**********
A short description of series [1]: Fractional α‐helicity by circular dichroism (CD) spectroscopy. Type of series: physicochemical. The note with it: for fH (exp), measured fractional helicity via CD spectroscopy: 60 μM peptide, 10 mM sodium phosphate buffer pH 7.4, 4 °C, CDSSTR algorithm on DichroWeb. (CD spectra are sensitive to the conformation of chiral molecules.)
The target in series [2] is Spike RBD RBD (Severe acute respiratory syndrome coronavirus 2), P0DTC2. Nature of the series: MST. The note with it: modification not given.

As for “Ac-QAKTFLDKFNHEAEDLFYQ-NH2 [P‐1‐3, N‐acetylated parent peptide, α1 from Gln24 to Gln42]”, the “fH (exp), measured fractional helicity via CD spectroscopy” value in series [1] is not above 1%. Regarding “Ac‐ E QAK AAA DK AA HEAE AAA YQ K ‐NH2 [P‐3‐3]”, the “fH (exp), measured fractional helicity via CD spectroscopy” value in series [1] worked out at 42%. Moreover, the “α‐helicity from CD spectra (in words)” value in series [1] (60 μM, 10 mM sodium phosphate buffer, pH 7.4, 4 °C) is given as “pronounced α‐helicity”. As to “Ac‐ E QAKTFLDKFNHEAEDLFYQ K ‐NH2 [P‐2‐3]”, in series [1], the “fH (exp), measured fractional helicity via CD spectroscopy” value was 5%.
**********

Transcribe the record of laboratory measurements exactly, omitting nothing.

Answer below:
A short description of series [1]: Fractional α‐helicity by circular dichroism (CD) spectroscopy. Type of series: physicochemical. The note with it: for fH (exp), measured fractional helicity via CD spectroscopy: 60 μM peptide, 10 mM sodium phosphate buffer pH 7.4, 4 °C, CDSSTR algorithm on DichroWeb. (CD spectra are sensitive to the conformation of chiral molecules.)
The target in series [2] is Spike RBD RBD (Severe acute respiratory syndrome coronavirus 2), P0DTC2. Nature of the series: MST. The note with it: modification not given.

As for “Ac-QAKTFLDKFNHEAEDLFYQ-NH2 [P‐1‐3, N‐acetylated parent peptide, α1 from Gln24 to Gln42]”, the “fH (exp), measured fractional helicity via CD spectroscopy” value in series [1] is not above 1%. Regarding “Ac‐ E QAK AAA DK AA HEAE AAA YQ K ‐NH2 [P‐3‐3]”, the “fH (exp), measured fractional helicity via CD spectroscopy” value in series [1] worked out at 42%. Moreover, the “α‐helicity from CD spectra (in words)” value in series [1] (60 μM, 10 mM sodium phosphate buffer, pH 7.4, 4 °C) is given as “pronounced α‐helicity”. As to “Ac‐ E QAKTFLDKFNHEAEDLFYQ K ‐NH2 [P‐2‐3]”, in series [1], the “fH (exp), measured fractional helicity via CD spectroscopy” value was 5%.